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More News From the World of HR

Compiled by SHRM Online Staff  10/30/2014
Apple CEO Tim Cook Comes Out: ‘I’m Proud to Be Gay’
Apple CEO Tim Cook came out Thursday, acknowledging publicly for the first time that he is gay. “Let me be clear: I'm proud to be gay, and I consider being gay among the greatest gifts God has given me,” he wrote in a column in Bloomberg Businessweek.

Retirees Sue GE Over Health Coverage
Two retirees have sued General Electric in federal court alleging that the company violated federal law by dropping its supplemental health coverage and placing retirees in a health care exchange. In a lawsuit filed in the Eastern District of Wisconsin, the pair allege that GE breached its promise to keep the benefits indefinitely.

Obamacare Faces New Threat as Supreme Court Weighs Appeal
The fate of President Barack Obama’s health-care law is again in the hands of the U.S. Supreme Court. Two years after upholding the law by a single vote, the justices are weighing whether to hear a Republican-backed appeal that would block people in 36 states from getting tax subsidies to buy insurance.
Bloomberg News

Fewer Americans Filed for Jobless Benefits in Past Month
Fewer Americans filed applications for unemployment benefits over the past month than at any time in more than 14 years, a sign the strengthening U.S. economy is buoying the labor market. The four-week average of jobless claims, a less-volatile measure than the weekly figure, fell to 281,000 in the period ended Oct. 25, the lowest since May 2000.
Bloomberg News

Healthier Workforce Is Goal of Employers
A white stretch limousine traveled Route 4 Wednesday from Evergreen Commons nursing home to WalMart Plaza and back, shuttling groups of women in work clothes, pink feather boas and plastic tiaras to get mammograms.
Albany Times Union

Restaurant Tech Use Sky Rockets
Technology has zoomed to the very top of the restaurant industry menu. That according to a new restaurant innovation report out Wednesday from the National Restaurant Association, the industry trade group. More than one-third of consumers say they are more likely to use technology-related options in restaurants now than they did just two years ago.

U.S. Economy Chugging Along at 3.5 Percent Growth
The economy had a smooth summer. Gross domestic product, the broadest measure of economic activity, increased 3.5 percent between July and September over the same period last year, according to the U.S. Commerce Department. It exceeded analysts’ expectations and offered more proof of an economy gaining momentum.

Why Are America’s Biggest Businesses Struggling?
America loves a good comeback story. Especially when the stock market is the protagonist. Investors were having panic attacks mid-month. Nearly all the gains for the year were wiped out. Now the Nasdaq and S&P 500 are both positive for October and way up for the year.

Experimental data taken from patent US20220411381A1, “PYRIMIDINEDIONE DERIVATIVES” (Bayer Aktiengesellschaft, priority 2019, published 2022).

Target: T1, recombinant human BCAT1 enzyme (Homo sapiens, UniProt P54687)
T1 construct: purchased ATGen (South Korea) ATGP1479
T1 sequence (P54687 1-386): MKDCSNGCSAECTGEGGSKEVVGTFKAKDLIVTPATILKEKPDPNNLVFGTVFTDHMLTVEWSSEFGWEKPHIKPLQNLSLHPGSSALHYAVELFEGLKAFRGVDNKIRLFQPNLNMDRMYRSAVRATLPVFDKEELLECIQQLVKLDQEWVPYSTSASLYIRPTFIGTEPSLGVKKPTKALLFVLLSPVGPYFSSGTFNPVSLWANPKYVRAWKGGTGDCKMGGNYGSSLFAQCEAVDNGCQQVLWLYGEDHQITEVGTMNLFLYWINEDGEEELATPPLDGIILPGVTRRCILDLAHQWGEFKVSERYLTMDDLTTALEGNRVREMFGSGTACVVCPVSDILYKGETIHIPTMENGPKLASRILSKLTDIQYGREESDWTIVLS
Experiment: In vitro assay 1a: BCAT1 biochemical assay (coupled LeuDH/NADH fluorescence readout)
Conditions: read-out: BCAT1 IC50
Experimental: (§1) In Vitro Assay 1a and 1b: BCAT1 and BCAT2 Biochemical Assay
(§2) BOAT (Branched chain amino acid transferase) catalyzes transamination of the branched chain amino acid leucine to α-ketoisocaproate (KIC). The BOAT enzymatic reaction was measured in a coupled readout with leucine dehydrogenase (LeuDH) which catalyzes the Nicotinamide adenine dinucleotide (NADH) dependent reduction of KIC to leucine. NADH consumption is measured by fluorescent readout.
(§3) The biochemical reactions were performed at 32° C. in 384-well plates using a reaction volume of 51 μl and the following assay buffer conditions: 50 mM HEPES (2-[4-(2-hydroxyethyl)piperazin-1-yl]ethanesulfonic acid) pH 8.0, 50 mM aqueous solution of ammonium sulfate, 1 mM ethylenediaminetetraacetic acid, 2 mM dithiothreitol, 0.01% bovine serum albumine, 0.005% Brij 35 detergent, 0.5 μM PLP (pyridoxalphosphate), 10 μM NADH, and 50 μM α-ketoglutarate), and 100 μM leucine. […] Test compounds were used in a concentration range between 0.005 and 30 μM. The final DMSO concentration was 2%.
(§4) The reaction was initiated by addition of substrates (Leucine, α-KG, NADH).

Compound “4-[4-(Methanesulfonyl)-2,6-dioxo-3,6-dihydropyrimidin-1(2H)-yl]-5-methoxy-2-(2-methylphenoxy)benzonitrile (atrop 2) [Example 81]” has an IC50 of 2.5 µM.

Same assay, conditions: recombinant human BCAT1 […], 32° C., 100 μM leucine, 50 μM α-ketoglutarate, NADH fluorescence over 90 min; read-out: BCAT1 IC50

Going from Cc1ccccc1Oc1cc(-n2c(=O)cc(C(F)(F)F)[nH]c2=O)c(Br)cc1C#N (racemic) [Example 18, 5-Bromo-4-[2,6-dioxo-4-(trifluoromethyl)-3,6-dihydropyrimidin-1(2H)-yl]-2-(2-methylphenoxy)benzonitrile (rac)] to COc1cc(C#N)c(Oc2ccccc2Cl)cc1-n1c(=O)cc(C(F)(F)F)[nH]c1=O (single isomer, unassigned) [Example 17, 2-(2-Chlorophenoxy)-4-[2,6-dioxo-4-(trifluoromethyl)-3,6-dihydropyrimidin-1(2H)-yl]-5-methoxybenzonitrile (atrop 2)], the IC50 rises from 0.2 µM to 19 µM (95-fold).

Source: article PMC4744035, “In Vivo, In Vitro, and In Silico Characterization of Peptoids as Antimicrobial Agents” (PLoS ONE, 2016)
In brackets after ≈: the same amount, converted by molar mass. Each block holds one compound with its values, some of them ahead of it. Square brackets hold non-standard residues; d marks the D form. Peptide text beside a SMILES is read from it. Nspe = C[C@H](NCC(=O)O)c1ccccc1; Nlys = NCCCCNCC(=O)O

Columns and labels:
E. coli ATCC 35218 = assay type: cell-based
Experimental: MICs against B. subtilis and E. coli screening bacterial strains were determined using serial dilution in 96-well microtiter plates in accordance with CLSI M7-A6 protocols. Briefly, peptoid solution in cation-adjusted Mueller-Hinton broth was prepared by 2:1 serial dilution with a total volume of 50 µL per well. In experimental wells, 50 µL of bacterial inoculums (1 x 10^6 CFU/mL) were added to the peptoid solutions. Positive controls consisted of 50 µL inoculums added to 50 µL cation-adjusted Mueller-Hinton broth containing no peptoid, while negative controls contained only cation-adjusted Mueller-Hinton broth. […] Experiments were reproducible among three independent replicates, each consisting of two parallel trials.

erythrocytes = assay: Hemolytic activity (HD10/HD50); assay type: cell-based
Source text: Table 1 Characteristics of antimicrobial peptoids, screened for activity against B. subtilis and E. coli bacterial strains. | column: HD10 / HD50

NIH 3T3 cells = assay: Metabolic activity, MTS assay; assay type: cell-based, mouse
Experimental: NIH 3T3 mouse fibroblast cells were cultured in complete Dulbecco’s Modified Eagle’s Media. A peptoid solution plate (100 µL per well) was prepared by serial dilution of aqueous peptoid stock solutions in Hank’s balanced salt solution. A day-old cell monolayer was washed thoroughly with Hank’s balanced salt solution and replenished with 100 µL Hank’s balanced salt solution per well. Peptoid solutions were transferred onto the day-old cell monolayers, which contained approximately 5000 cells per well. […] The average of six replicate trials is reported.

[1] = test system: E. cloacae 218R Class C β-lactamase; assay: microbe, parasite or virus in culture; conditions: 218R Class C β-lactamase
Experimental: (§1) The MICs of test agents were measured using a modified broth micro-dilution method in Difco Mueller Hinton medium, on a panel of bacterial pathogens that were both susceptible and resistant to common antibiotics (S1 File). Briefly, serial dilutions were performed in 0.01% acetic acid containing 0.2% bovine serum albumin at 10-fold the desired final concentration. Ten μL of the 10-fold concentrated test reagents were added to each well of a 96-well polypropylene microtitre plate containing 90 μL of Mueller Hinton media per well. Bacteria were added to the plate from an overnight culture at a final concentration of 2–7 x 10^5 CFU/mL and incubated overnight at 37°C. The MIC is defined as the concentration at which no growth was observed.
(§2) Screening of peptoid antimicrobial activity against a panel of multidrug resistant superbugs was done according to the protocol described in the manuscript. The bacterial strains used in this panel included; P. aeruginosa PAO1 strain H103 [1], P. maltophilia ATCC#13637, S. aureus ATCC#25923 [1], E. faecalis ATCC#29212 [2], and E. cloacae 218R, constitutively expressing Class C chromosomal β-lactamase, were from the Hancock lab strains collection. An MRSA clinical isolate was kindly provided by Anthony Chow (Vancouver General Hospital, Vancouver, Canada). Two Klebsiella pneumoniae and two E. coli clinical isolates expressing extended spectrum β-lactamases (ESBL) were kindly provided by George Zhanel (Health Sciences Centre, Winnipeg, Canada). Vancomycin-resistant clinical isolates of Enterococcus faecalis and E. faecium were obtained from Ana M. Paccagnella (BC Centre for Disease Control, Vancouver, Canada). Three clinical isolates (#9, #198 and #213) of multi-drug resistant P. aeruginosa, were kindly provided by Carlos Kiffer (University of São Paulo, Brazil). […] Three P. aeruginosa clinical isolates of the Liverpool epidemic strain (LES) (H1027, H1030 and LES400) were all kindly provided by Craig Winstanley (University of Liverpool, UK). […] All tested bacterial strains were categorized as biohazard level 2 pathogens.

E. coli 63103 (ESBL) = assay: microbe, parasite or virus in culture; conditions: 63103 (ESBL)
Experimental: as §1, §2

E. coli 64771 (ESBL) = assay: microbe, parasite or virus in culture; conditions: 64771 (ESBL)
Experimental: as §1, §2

L.A.’s Manufacturing Industry Still Supported By Garment Workers
Los Angeles has the highest number of manufacturing jobs in the country. While much of American manufacturing is high end, folks here still hold up the low end, with low-wage, non-union jobs held by immigrants.
National Public Radio

The Dangers of Relying Too Much on Data
If the business best-seller lists tells us anything, it’s that entrepreneurs always seem to be in the market for advice. I’ll admit that I’ve read my fair share of these books, mostly because building a company feels a little less scary when you have a framework or system to follow.
New York Times

The Long Odds of Reforming an Employee Who Is a ‘Destructive Hero’
The results are always blindingly good. That is why so many business owners are slow to recognize the dangers posed by employees sometimes known as destructive heroes. At the building products company Dave Sullivan headed more than a decade ago, it was a top salesman who caused the havoc.
New York Times

Record Those Work Hours, Get Some Beer
Minneapolis ad agency Colle + McVoy is using beer to get its workers to fill out their time sheets. Fill out your time sheet, swipe your card, and you get a free beer.
National Public Radio

Moving Past the Password, But at What Cost?
Everyone hates passwords almost as much as they hate being hacked. The problem the traditional password is twofold. In order to be useful, they have to be complex and difficult to guess. Also, passwords become less secure the more often you use them.
National Public Radio

Cure for Office Burnout: Mini Sabbaticals
Companies want workers to get out of the office. As they try to stand out in the hiring market and show they care about employee burnout, some employers are trying out new sabbatical programs.
Wall Street Journal

India Is Changing, and Faster Than We Think
Two months after leaving India as Canada’s High Commissioner, I returned two weeks ago as part of British Columbia Premier Christy Clark’s official delegation to the country. Stepping out into the hot and humid Delhi night, everything looked the same but there was certainly a sense of change in the air.
Toronto Globe & Mail

U.K.’s Pensions Regulator Levies First Fines Over Auto-Enrollment Compliance
The Pensions Regulator, the U.K.’s pension watchdog, issued its first fines to employers for not meeting their automatic enrollment duties and issued 163 compliance notices. According to its latest update on the use of its statutory powers, which a TPR spokeswoman said covers the period July 1 to Sept. 30, TPR issued three fixed-penalty notices, which carry a fine of £400 ($646) each.
Pensions & Investments

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